When we came about a higher power, my higher reason was I want people to get free from their job and get financially independent so that they can become the person that they want or need to be. Sometimes we can’t be that person if we have a job and we’re a slave to the company store. The definition of financial freedom is when your wants and your needs are exceeded by your passive income. That was a big revelation for me because I thought financially free meant you are rich. At the time, all I needed was $3,500 a month and I was financially free. It means I didn’t have to have a job, which meant that I freed up 2,600 hours a year that I could apply to me now instead of making money for someone else. That’s a lot of hours. A guy could get good at something with an extra 2,600 hours of effort. You can ride a motorcycle, skateboard, or whatever. You can become one of the world’s top with an extra 2,600 hours a year.

I wish I had learned that concept that you shared right there earlier because it would have saved me five years of flipping. When I was flipping, my whole goal was to try to accumulate riches. You’re after this number that is like nebulous. If you can define, “I need $3,500 a month,” you can get there super quick if you lay out a plan to get to that place.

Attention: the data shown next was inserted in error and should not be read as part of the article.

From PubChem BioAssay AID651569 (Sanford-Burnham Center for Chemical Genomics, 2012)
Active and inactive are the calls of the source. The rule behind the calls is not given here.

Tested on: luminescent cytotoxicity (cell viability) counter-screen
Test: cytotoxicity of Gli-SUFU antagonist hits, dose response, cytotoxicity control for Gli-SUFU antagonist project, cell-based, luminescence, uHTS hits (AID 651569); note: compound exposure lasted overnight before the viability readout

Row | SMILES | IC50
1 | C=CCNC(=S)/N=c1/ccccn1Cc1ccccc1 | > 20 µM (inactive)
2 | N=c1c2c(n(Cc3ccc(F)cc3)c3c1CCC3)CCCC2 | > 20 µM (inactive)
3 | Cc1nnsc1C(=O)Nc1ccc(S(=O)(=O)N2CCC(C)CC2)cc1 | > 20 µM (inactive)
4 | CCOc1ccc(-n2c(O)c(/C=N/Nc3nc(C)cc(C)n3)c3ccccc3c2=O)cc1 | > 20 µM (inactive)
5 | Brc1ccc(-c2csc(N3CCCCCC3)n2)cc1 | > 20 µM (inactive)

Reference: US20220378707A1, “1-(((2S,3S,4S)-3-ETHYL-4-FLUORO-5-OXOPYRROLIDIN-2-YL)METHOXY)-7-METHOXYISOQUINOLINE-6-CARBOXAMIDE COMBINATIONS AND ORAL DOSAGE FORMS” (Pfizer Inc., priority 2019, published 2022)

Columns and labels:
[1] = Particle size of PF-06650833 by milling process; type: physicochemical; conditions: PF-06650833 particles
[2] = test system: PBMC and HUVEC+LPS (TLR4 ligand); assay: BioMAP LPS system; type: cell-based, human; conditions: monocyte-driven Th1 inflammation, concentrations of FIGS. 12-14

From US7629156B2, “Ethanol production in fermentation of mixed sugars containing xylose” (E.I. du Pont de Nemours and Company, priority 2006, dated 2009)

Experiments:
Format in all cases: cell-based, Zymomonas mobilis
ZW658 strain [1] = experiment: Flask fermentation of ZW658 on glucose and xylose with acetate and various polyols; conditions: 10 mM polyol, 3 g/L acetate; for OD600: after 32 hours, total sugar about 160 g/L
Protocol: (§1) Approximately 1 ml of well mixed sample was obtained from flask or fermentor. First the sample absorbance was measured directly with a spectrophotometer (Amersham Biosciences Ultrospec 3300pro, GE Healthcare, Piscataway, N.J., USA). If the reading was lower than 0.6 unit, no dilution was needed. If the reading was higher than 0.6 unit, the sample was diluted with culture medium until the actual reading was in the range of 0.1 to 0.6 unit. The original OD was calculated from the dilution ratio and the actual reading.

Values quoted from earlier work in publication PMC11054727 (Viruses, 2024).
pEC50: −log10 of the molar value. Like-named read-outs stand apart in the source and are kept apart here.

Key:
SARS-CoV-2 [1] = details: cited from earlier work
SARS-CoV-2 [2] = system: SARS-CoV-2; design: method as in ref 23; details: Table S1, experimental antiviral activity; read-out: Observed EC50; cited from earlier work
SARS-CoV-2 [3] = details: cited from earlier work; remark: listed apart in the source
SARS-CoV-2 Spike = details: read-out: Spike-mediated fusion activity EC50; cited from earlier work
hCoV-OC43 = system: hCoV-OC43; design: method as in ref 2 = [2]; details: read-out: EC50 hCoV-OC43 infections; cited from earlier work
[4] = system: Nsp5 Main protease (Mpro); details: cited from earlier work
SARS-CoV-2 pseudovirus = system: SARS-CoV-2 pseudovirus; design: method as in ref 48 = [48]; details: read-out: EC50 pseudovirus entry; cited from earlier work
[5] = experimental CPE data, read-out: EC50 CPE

Once I decided that that’s what I needed. It took me 6 or 8 months. It was attainable. Everyone else was like, “We’re going to make $1 million.” To be $1 million was a myth. I’ll never see $1 million. Maybe one day but it didn’t seem real. When I got down to the goal like, “I need to make $3,500 a month come in.” I’m looking at myself in the mirror like, “This is the United States of America, $3,500 a month doesn’t do anything. It’s nothing. We can’t do this. Take me out in the field and shoot me somewhere.”

I didn’t know how long I was going to do it. Don’t get me wrong. It did scare me at first. It doesn’t seem like much at all, but I don’t know how to do it. I said, “I’m going to start studying.” All these big plans went away. I was trying to find stuff to bring in $200 here, $300 there or $400 there. I do it 10.5 times. I’m good. You can get $3,500 a month to come in. You can get $35,000 a month to come in. It’s rinse and repeat. You get a little smarter and you get better. You start to niche down a little bit and then you start exceeding your dreams. I’ve exceeded my dreams four times already. Can you make great big goals?

I wouldn’t say huge. I’m always working toward a goal but I don’t have grandiose like I want to be a billionaire.

That was my point. You probably had a bigger goal than I did. I never had a goal to be worth $1 million. I was like, “$3,500, can I get that to $5,500? Can I get it to $6,500? I think I’ll take a big leap and go from $6,500 to $10,000 this time.” I was always trying to better myself. Can I be better this month than I was last month? Can next year be better than this year? I keep trying to better the bar a little bit all the time. You look up and the snowball effect is incredible.